Mt. San Jacinto College Art Gallery presents
Julie Shafer, In Darkness
November 6 – December 7, 2023
Reception with the artist:
Thursday, November 16, 4–6PM
Online ART TALK:
Thursday, November 16, Noon–1PM
Mt. San Jacinto College Art Gallery is pleased to present Julie Shafer: In Darkness. This is exhibition presents an opportunity for our students and the MSJC community to engage with a special installation of four photographs that present the harrowing final rides of Matthew Shepard and James Byrd. This exhibition is coinciding with the 25th anniversary the murders of Shepard and Byrd which lead to the passing of the Matthew Shepard and James Byrd Jr. Hate Crime Prevention Act in 2009.
In Darkness is presented as a pair of diptychs that represent the last moments of the lives of both Matthew Shepard and James Byrd Jr.; one diptych represents Matthew Shepard, and the other represents James Byrd, Jr. Each diptych was made in the same way: Using a DSLR camera, Shafer took one long exposure from outside the window of a rental car while traveling the distance where Matthew Sheppard and James Byrd were picked up by their assailants and ended the exposure at the spot where their lives ended. The second image was created by driving the same route in reverse; starting where their bodies were left and ending back where they were first picked up. Streaks of light throughout the resulting image were created by a combination of the length of exposure time determined by the two fixed points and the car’s speed—a measurement of the time and subsequent brutality that they endured alone. For this work Shafer uses the camera as a tool to investigate the trauma of American violence against the “other”.
Fireside Lounge to 41.296111, -105.51500 and Huff Creek Road, Jasper, TX are a series of photographs that serve as an intimate record of bigotry, hatred and homophobia. The coordinates 41.296111, -105.515000 were found via the Internet’s geo tracking of the location of the deer post where Shepard’s brutalized body was found. Huff Creek Rd. is a remote road in a small eastern Texas town where James Byrd Jr. was murdered.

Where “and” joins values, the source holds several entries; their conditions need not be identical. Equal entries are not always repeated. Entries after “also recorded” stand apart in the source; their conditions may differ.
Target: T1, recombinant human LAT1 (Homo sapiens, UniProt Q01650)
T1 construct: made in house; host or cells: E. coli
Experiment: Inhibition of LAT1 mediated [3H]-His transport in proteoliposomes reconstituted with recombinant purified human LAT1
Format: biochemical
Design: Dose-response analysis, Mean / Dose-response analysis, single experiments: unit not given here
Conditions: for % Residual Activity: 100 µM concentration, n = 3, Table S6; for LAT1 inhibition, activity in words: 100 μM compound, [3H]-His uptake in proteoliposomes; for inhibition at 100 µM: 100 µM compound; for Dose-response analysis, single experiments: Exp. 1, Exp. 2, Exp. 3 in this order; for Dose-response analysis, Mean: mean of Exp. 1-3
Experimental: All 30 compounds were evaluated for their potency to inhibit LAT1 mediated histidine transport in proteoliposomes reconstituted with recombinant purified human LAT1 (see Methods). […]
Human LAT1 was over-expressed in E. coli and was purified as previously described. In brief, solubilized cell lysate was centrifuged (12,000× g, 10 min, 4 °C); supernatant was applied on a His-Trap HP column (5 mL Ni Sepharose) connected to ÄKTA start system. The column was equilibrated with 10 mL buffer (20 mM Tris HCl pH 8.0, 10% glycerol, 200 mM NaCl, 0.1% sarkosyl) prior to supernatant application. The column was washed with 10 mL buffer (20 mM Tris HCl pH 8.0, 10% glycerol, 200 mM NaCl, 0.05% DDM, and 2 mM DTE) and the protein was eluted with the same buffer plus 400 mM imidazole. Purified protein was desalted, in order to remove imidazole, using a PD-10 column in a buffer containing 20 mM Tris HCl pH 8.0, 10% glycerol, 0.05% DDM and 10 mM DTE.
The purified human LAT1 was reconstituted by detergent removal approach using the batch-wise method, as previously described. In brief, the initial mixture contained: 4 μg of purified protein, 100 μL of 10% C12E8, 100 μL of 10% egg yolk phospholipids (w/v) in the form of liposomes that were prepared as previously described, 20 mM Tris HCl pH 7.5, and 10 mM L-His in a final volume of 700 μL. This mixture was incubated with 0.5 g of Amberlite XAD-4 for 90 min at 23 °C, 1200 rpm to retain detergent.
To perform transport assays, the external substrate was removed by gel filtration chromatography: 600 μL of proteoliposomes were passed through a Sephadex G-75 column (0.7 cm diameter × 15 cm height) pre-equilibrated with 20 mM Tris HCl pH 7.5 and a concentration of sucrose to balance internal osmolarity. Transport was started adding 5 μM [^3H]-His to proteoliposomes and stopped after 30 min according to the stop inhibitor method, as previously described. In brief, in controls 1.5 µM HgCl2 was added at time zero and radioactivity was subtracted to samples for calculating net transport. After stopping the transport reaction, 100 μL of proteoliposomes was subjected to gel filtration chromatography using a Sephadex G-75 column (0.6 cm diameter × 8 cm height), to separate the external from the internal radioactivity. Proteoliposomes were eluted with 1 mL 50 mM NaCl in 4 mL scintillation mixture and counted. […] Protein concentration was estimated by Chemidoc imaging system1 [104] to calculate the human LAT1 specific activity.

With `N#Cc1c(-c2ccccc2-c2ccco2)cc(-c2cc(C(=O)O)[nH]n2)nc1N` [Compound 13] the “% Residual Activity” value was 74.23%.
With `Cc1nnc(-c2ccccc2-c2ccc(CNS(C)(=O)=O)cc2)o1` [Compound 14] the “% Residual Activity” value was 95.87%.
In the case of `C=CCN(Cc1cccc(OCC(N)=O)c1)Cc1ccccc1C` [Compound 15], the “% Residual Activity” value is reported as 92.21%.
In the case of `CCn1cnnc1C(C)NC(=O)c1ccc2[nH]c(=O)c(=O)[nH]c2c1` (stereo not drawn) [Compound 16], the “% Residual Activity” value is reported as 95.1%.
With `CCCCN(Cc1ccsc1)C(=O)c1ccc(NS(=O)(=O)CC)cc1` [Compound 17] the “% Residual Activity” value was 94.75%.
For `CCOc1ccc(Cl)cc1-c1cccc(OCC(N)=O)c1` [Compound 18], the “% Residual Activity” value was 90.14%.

This year marks the 25th anniversary of these murders, but also marks the 14th anniversary of the passing of the Matthew Shepard and James Byrd Jr. Hate Crimes Prevention Act which amended the federal hate crime law to include crimes motivated by actual or perceived gender, sexual orientation, gender identity and disability.
Julie Shafer is a conceptual photographer who recontextualizes histories through pictures. She has documented the effect of oil pollution on the Louisiana Bayou, the effects of mining on Native American lands, and have walked along the wagon ruts of roughly 60 miles of the Oregon Trail to photograph the spaces where Native American petroglyphs have been carved over by the initials of European emigrants in the mid-1800s.
Julie Shafer (b. 1978 Southern California) lives and works in the Los Angeles neighborhood of Eagle Rock. In 2005 they received an MFA in Visual Art from USC, and in 2000 they received a BA in Studio Art from UC Irvine. Their work has been exhibited in museums, galleries and project spaces both nationally and internationally. Shafer is a recipient of the 2018 C.O.L.A. fellowship which includes an exhibition at the Los Angeles Municipal Art Gallery. In 2017 their work was exhibited in Convergence at the Fellows of Contemporary Art Gallery where they showed photographs and they read creative non-fiction. Ciara Ennis wrote an essay on their work Conquest of the Vertical, which was featured in SPE’s Spring 2017 Journal, Exposure. They have been invited to create site specific installations including an invitation from the National Park Service where they created a camera obscura in the bedroom of a lighthouse keeper at the Cabrillo National Monument. Shafer has spoken at multiple Universities, Museums, and art spaces throughout the United States and Mexico, including a TEDx talk in 2013 about their approach to photography, documented on the TEDx YouTube channel.
Shafer is an Associate Professor of Art at Chapman University in the Wilkinson College of Arts, Humanities, and Social Sciences.